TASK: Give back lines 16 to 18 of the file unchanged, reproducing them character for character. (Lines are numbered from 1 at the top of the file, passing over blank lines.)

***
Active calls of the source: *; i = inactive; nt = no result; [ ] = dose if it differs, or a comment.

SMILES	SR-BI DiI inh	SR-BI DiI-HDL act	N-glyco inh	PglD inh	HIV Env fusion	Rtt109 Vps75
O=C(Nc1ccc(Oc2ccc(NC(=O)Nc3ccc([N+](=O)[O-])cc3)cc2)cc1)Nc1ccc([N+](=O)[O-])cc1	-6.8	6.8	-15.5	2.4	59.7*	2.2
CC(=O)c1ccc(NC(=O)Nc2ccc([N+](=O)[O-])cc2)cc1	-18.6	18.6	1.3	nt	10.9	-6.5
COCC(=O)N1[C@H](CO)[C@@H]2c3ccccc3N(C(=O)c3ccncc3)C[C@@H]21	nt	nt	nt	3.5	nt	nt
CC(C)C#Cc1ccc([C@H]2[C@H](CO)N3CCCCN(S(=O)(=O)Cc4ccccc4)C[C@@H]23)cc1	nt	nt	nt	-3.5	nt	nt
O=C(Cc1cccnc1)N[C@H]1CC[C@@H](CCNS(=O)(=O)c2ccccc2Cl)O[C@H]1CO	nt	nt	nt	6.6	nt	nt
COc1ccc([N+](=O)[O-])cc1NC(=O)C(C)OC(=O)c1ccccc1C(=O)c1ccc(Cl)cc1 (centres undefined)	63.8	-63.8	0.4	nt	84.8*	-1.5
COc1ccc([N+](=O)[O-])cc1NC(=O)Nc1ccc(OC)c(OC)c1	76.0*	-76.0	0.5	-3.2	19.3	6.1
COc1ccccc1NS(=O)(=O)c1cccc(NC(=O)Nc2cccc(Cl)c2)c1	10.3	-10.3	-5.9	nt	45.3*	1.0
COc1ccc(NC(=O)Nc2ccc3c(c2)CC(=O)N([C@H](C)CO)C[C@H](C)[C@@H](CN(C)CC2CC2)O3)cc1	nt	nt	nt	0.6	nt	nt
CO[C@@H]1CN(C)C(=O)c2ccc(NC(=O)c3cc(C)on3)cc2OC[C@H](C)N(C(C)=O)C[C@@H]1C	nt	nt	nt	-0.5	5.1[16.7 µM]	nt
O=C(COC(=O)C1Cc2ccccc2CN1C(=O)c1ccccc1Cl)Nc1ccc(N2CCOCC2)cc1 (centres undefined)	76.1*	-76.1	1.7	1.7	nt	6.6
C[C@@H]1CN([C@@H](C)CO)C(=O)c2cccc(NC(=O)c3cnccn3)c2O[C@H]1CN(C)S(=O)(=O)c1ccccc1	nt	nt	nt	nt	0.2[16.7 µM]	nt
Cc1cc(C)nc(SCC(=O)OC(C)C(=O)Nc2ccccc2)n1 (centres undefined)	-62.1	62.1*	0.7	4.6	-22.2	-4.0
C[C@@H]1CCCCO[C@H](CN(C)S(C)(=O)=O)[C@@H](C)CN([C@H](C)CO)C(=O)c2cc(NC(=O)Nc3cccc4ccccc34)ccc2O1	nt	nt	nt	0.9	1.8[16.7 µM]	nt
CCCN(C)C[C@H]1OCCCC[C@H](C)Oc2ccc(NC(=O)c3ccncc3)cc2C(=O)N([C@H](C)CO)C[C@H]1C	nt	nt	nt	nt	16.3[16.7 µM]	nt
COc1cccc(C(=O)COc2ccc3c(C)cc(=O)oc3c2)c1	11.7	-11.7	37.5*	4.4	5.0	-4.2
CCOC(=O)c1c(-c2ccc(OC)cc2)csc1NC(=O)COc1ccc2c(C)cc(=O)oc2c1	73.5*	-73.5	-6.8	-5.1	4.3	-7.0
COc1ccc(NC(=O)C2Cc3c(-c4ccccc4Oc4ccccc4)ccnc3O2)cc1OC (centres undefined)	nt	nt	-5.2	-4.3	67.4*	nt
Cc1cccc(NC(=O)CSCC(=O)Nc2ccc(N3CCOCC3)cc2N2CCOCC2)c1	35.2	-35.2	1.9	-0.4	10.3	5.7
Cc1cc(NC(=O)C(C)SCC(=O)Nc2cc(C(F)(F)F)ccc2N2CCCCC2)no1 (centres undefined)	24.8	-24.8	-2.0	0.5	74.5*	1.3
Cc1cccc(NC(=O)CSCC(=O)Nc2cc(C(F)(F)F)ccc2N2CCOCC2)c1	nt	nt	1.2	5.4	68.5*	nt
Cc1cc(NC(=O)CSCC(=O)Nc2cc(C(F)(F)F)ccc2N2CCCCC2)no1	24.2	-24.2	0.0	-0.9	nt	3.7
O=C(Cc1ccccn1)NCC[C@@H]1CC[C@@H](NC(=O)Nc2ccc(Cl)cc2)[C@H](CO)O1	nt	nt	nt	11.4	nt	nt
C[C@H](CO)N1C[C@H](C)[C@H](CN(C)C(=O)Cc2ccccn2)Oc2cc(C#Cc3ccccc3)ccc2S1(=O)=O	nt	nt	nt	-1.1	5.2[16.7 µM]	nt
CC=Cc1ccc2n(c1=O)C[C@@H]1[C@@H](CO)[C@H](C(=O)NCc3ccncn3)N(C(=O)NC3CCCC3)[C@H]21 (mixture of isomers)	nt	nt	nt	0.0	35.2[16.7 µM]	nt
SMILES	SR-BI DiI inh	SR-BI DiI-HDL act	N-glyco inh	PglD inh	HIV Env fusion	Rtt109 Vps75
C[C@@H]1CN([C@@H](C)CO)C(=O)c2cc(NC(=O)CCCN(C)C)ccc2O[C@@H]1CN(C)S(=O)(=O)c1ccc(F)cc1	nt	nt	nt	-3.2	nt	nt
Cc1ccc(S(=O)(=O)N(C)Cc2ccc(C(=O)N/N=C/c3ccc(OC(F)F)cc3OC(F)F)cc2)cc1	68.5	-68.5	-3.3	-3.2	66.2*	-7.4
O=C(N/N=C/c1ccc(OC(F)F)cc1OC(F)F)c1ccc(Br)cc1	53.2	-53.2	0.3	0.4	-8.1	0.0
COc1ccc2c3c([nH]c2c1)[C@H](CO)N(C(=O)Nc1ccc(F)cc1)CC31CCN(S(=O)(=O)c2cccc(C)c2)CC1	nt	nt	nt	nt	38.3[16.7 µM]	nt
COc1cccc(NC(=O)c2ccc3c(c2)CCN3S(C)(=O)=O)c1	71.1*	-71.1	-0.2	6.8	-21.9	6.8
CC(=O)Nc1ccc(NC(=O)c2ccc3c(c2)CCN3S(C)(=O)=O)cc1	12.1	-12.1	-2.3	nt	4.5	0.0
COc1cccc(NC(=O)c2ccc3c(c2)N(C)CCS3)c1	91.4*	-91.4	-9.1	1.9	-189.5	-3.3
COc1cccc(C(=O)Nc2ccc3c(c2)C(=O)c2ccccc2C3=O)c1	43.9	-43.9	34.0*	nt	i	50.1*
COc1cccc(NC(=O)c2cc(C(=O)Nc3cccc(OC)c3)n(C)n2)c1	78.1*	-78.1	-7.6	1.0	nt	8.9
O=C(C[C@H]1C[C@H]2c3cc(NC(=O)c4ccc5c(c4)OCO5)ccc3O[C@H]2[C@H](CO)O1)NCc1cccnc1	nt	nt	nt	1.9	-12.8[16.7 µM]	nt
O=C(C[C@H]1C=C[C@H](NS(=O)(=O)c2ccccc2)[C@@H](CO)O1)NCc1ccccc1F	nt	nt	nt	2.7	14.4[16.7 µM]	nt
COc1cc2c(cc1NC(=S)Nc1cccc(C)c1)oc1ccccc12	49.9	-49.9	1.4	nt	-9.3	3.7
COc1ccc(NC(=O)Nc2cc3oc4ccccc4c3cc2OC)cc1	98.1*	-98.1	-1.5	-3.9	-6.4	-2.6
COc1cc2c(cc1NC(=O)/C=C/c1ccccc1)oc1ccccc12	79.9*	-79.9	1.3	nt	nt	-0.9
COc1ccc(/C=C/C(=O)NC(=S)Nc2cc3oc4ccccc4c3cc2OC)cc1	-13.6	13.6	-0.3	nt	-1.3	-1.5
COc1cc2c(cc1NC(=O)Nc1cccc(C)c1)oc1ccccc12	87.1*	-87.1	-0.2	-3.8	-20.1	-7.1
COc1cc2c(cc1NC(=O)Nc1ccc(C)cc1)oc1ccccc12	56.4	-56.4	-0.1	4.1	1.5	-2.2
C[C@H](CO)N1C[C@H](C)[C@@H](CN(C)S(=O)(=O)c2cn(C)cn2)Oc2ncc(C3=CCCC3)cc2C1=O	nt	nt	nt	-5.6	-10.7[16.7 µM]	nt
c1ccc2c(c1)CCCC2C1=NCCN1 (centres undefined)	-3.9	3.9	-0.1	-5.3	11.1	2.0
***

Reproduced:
C[C@@H]1CCCCO[C@H](CN(C)S(C)(=O)=O)[C@@H](C)CN([C@H](C)CO)C(=O)c2cc(NC(=O)Nc3cccc4ccccc34)ccc2O1	nt	nt	nt	0.9	1.8[16.7 µM]	nt
CCCN(C)C[C@H]1OCCCC[C@H](C)Oc2ccc(NC(=O)c3ccncc3)cc2C(=O)N([C@H](C)CO)C[C@H]1C	nt	nt	nt	nt	16.3[16.7 µM]	nt
COc1cccc(C(=O)COc2ccc3c(C)cc(=O)oc3c2)c1	11.7	-11.7	37.5*	4.4	5.0	-4.2